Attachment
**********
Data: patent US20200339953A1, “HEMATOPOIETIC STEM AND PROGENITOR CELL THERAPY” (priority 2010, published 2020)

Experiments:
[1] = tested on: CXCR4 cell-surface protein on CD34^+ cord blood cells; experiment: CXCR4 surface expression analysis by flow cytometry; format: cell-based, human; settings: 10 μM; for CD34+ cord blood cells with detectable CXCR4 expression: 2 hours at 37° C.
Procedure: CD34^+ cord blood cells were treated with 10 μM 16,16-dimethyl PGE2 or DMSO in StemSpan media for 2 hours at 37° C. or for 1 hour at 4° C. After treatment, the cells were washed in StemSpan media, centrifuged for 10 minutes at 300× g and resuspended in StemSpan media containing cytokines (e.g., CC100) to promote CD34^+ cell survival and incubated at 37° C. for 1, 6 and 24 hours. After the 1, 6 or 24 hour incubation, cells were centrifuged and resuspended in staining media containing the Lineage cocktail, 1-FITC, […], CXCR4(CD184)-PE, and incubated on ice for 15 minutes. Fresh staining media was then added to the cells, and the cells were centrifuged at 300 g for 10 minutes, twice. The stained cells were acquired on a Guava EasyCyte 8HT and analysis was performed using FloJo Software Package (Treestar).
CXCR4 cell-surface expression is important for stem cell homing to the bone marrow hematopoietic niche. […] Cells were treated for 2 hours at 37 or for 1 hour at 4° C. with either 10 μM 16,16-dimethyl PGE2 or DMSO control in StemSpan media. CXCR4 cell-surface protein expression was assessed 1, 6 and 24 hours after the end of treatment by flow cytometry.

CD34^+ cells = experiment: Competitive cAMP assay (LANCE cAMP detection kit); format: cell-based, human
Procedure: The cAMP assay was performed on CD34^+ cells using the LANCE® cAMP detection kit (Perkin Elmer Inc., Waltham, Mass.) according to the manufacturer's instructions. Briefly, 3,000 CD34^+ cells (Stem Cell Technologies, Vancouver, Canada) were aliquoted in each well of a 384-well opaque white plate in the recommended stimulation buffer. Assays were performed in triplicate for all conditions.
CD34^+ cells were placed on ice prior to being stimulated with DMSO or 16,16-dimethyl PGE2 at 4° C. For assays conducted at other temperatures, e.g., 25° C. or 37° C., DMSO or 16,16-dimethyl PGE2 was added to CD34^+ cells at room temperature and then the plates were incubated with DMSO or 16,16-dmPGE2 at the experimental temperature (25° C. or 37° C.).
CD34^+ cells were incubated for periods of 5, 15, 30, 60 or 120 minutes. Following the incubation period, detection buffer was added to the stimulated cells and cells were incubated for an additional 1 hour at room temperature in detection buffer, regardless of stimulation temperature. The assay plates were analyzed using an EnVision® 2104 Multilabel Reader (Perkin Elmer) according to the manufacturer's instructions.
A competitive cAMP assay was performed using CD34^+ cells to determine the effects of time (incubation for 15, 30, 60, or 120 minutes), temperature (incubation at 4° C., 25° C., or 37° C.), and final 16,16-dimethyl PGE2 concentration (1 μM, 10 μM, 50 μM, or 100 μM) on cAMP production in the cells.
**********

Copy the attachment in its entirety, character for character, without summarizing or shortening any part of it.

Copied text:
Data: patent US20200339953A1, “HEMATOPOIETIC STEM AND PROGENITOR CELL THERAPY” (priority 2010, published 2020)

Experiments:
[1] = tested on: CXCR4 cell-surface protein on CD34^+ cord blood cells; experiment: CXCR4 surface expression analysis by flow cytometry; format: cell-based, human; settings: 10 μM; for CD34+ cord blood cells with detectable CXCR4 expression: 2 hours at 37° C.
Procedure: CD34^+ cord blood cells were treated with 10 μM 16,16-dimethyl PGE2 or DMSO in StemSpan media for 2 hours at 37° C. or for 1 hour at 4° C. After treatment, the cells were washed in StemSpan media, centrifuged for 10 minutes at 300× g and resuspended in StemSpan media containing cytokines (e.g., CC100) to promote CD34^+ cell survival and incubated at 37° C. for 1, 6 and 24 hours. After the 1, 6 or 24 hour incubation, cells were centrifuged and resuspended in staining media containing the Lineage cocktail, 1-FITC, […], CXCR4(CD184)-PE, and incubated on ice for 15 minutes. Fresh staining media was then added to the cells, and the cells were centrifuged at 300 g for 10 minutes, twice. The stained cells were acquired on a Guava EasyCyte 8HT and analysis was performed using FloJo Software Package (Treestar).
CXCR4 cell-surface expression is important for stem cell homing to the bone marrow hematopoietic niche. […] Cells were treated for 2 hours at 37 or for 1 hour at 4° C. with either 10 μM 16,16-dimethyl PGE2 or DMSO control in StemSpan media. CXCR4 cell-surface protein expression was assessed 1, 6 and 24 hours after the end of treatment by flow cytometry.

CD34^+ cells = experiment: Competitive cAMP assay (LANCE cAMP detection kit); format: cell-based, human
Procedure: The cAMP assay was performed on CD34^+ cells using the LANCE® cAMP detection kit (Perkin Elmer Inc., Waltham, Mass.) according to the manufacturer's instructions. Briefly, 3,000 CD34^+ cells (Stem Cell Technologies, Vancouver, Canada) were aliquoted in each well of a 384-well opaque white plate in the recommended stimulation buffer. Assays were performed in triplicate for all conditions.
CD34^+ cells were placed on ice prior to being stimulated with DMSO or 16,16-dimethyl PGE2 at 4° C. For assays conducted at other temperatures, e.g., 25° C. or 37° C., DMSO or 16,16-dimethyl PGE2 was added to CD34^+ cells at room temperature and then the plates were incubated with DMSO or 16,16-dmPGE2 at the experimental temperature (25° C. or 37° C.).
CD34^+ cells were incubated for periods of 5, 15, 30, 60 or 120 minutes. Following the incubation period, detection buffer was added to the stimulated cells and cells were incubated for an additional 1 hour at room temperature in detection buffer, regardless of stimulation temperature. The assay plates were analyzed using an EnVision® 2104 Multilabel Reader (Perkin Elmer) according to the manufacturer's instructions.
A competitive cAMP assay was performed using CD34^+ cells to determine the effects of time (incubation for 15, 30, 60, or 120 minutes), temperature (incubation at 4° C., 25° C., or 37° C.), and final 16,16-dimethyl PGE2 concentration (1 μM, 10 μM, 50 μM, or 100 μM) on cAMP production in the cells.